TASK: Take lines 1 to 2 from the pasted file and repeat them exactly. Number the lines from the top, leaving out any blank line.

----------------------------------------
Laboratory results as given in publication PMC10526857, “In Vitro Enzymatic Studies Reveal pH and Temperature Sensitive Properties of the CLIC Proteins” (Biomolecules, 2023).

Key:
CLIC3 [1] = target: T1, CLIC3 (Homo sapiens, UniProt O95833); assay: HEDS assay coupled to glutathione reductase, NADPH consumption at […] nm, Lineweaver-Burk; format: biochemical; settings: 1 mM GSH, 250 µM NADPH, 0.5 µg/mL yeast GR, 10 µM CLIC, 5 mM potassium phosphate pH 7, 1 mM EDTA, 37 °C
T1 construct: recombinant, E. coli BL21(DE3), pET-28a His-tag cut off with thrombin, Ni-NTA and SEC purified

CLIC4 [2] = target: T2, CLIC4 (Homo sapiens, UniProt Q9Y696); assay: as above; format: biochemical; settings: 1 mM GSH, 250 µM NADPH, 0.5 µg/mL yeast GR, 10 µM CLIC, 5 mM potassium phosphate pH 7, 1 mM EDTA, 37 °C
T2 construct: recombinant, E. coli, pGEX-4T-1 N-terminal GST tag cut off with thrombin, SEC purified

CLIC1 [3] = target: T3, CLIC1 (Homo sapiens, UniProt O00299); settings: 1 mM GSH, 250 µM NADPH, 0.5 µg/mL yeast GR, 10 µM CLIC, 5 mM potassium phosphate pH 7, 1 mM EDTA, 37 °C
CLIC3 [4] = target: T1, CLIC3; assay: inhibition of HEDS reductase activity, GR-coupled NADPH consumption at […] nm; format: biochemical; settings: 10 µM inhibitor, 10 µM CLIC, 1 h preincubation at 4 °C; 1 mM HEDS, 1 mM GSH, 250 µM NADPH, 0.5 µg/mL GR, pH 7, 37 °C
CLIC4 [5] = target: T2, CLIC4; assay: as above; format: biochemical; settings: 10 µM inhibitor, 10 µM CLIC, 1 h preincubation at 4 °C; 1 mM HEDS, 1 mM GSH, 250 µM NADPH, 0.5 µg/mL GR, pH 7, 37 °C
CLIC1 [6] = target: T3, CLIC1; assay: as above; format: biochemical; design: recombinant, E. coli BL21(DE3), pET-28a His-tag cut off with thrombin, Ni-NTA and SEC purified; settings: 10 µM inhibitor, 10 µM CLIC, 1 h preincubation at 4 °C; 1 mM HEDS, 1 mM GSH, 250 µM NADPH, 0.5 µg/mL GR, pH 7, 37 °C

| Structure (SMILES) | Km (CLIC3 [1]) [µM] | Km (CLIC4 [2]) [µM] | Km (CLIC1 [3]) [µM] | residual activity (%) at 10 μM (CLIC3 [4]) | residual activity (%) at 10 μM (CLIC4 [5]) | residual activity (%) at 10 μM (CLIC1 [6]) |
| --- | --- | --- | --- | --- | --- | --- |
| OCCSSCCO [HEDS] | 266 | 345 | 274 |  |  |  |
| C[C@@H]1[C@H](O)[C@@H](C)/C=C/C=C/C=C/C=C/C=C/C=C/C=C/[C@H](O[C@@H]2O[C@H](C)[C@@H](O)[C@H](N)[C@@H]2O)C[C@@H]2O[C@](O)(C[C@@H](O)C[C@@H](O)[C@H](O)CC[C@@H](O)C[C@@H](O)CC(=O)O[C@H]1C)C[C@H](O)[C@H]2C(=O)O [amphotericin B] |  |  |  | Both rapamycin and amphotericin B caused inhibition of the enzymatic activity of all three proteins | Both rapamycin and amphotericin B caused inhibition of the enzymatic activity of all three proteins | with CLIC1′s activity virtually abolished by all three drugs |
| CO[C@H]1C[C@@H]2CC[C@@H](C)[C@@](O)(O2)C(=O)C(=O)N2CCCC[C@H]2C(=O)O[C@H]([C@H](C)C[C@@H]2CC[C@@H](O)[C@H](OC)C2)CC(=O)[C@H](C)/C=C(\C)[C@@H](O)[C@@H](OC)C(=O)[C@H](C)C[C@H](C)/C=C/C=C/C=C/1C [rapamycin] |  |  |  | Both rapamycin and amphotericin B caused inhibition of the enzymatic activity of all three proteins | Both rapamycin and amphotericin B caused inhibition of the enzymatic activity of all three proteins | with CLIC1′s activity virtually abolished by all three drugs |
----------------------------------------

Laboratory results as given in publication PMC10526857, “In Vitro Enzymatic Studies Reveal pH and Temperature Sensitive Properties of the CLIC Proteins” (Biomolecules, 2023).

Key: